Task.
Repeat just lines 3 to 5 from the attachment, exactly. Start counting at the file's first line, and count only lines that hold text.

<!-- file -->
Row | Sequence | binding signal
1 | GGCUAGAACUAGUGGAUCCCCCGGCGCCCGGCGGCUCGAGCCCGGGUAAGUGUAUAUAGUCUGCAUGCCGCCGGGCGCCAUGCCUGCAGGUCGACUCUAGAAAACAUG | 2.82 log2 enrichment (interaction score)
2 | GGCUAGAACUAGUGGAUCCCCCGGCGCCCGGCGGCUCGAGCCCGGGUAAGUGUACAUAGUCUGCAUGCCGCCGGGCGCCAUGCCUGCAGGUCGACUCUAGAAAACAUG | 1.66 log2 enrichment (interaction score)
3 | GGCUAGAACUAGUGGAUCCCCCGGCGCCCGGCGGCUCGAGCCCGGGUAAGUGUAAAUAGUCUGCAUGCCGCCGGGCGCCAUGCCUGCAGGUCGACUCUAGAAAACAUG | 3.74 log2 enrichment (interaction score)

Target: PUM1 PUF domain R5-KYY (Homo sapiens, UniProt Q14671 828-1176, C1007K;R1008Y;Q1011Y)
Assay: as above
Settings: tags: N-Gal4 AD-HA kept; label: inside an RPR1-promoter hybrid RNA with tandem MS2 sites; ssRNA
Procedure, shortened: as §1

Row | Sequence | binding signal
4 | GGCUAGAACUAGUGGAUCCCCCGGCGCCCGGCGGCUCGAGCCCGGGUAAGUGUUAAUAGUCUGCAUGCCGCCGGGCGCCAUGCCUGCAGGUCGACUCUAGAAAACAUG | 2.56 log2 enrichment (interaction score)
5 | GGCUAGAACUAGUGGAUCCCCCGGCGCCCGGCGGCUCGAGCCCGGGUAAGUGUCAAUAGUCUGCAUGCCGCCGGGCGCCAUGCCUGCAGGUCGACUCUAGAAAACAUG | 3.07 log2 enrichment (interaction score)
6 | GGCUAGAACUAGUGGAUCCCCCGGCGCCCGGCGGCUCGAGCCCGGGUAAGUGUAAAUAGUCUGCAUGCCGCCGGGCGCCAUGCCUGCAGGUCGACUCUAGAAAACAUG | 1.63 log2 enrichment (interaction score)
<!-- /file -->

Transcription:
2 | GGCUAGAACUAGUGGAUCCCCCGGCGCCCGGCGGCUCGAGCCCGGGUAAGUGUACAUAGUCUGCAUGCCGCCGGGCGCCAUGCCUGCAGGUCGACUCUAGAAAACAUG | 1.66 log2 enrichment (interaction score)
3 | GGCUAGAACUAGUGGAUCCCCCGGCGCCCGGCGGCUCGAGCCCGGGUAAGUGUAAAUAGUCUGCAUGCCGCCGGGCGCCAUGCCUGCAGGUCGACUCUAGAAAACAUG | 3.74 log2 enrichment (interaction score)

Target: PUM1 PUF domain R5-KYY (Homo sapiens, UniProt Q14671 828-1176, C1007K;R1008Y;Q1011Y)